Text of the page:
It was long thought that the Bouviers red fringe was extinct; now the Dutchman Jaap van der Waal van der Waal van der Waal van de Wijde de Wereld Wildlife Fund in the Congo has made unique images of the monkey species. The images are proof that the Bouviers red fringe is flourishing again in the Central African country.
Here you can see the animal:
In 2015, a Belgian biologist took a picture of the monkey, on which Van der Wale, who works as coordinator of nature conservation projects for the WWF, decided to look for the animal.
The search in the Ntokou-Pikounda National Park in Congo was quite difficult, says the Dutchman now to DeccEit. “It was three days of travel to get there, in the middle of the jungle. Really in the middle of nowhere. When I went there, I had malaria, so I was very sick.”
Sound of the Crown Eagle
After that, the expedition had to go into the forest. Rangers had already been sent into the forest in advance to find the monkeys. They pointed out a certain area where the search could begin. “After two days we hadnt seen anything, but on the third day I had him on film.”
To lure the monkeys, the sound of the crown eagle was imitated. “Thats a big bird of prey hunting monkeys. The monkeys respond to that sound with an alarm call,” explains Van der Wond. “Thats a very specific sound that makes you know where he is, and then its important to go there.”
end, Van der Wale mocked a group of five monkeys with a baby, of which he eventually captured one of them. “He acted as a kind of backguard for the group, he looked at us and kept an eye on the place.”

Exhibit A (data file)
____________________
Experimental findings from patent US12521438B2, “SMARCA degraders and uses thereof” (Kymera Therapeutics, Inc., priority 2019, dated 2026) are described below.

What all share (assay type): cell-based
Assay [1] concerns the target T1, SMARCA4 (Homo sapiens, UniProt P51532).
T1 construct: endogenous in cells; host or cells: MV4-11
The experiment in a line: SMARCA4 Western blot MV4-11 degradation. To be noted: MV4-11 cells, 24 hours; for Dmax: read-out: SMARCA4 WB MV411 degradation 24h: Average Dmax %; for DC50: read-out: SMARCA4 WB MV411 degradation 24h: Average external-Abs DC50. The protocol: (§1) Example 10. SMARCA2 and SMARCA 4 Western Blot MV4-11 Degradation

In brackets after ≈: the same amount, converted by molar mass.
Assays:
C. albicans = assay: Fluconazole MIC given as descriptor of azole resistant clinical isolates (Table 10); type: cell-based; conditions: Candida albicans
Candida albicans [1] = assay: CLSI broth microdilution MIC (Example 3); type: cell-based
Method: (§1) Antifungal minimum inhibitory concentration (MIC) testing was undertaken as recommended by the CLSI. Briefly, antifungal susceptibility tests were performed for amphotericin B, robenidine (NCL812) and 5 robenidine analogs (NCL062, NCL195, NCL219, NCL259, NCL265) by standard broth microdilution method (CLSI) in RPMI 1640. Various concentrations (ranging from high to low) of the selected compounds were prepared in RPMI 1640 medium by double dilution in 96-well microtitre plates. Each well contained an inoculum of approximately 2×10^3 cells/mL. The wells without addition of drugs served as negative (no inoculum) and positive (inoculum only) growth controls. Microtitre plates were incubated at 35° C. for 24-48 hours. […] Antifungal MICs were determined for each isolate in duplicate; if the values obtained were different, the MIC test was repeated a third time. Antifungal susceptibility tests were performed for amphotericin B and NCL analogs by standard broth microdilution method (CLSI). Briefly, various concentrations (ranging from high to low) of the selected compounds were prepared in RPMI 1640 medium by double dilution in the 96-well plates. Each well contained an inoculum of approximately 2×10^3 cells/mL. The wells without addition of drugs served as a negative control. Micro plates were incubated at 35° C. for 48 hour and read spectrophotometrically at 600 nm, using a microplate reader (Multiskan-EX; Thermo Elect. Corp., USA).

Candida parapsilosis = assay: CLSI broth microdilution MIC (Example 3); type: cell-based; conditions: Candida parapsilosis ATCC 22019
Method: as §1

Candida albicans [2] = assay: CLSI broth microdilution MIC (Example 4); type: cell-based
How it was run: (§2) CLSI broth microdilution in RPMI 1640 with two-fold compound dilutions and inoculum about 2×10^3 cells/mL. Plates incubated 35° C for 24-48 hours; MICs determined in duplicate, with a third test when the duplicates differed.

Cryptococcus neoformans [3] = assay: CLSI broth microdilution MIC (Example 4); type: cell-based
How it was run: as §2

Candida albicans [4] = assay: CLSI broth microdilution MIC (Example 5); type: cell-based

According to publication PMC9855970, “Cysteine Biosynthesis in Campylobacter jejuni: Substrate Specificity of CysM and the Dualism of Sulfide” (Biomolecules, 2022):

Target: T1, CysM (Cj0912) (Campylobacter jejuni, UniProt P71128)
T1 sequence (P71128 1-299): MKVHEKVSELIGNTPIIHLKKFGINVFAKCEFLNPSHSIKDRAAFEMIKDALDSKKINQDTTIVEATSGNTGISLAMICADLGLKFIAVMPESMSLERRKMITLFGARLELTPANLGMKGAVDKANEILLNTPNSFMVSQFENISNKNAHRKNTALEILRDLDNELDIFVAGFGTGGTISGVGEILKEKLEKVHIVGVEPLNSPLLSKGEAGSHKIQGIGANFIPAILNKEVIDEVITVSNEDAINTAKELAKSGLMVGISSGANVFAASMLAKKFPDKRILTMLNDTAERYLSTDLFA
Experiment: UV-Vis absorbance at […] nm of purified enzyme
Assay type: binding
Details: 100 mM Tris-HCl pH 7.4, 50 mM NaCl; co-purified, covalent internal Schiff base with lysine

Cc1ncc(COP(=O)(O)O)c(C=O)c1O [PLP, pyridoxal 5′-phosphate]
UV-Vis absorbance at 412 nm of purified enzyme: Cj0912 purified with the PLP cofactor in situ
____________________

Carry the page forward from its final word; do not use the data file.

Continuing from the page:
According to Van der Wap, the monkey is special because it only occurs in that one natural park in the Congo. “Thats unique, a monkey that only exists in one place.”
The researcher would like to do further research on the monkey species. “We dont really know anything about it yet. We dont know what he eats, how he behaves. We want to investigate that to find out what his vulnerabilities are so that we can better protect him.”
To do so, Van der Wap wants to hang cameras and microphones in the habitat of the Bouviers red fringe monkey. “That way, you can do a lot of research without those monkeys knowing youre there.”
The World Wildlife Fund protects the animal together with the local government. According to Van der Wap, the monkey is not in much danger of being punched for the meat. “The fur seems to stink and therefore the meat would not be tasty either.”